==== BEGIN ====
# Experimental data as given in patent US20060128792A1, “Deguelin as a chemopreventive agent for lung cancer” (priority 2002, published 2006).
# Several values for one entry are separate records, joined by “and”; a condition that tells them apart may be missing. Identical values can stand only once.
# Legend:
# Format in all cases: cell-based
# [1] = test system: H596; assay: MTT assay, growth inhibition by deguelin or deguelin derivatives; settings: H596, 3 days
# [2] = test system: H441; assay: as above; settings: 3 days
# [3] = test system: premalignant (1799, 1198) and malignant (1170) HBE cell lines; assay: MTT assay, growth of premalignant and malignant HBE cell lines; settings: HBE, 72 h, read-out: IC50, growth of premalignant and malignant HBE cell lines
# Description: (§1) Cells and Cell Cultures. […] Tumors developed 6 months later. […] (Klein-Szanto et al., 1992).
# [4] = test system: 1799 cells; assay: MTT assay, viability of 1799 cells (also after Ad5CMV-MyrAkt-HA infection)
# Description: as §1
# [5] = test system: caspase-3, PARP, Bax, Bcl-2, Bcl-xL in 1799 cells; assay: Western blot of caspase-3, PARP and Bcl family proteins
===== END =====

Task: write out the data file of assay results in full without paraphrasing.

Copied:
# Experimental data as given in patent US20060128792A1, “Deguelin as a chemopreventive agent for lung cancer” (priority 2002, published 2006).
# Several values for one entry are separate records, joined by “and”; a condition that tells them apart may be missing. Identical values can stand only once.
# Legend:
# Format in all cases: cell-based
# [1] = test system: H596; assay: MTT assay, growth inhibition by deguelin or deguelin derivatives; settings: H596, 3 days
# [2] = test system: H441; assay: as above; settings: 3 days
# [3] = test system: premalignant (1799, 1198) and malignant (1170) HBE cell lines; assay: MTT assay, growth of premalignant and malignant HBE cell lines; settings: HBE, 72 h, read-out: IC50, growth of premalignant and malignant HBE cell lines
# Description: (§1) Cells and Cell Cultures. […] Tumors developed 6 months later. […] (Klein-Szanto et al., 1992).
# [4] = test system: 1799 cells; assay: MTT assay, viability of 1799 cells (also after Ad5CMV-MyrAkt-HA infection)
# Description: as §1
# [5] = test system: caspase-3, PARP, Bax, Bcl-2, Bcl-xL in 1799 cells; assay: Western blot of caspase-3, PARP and Bcl family proteins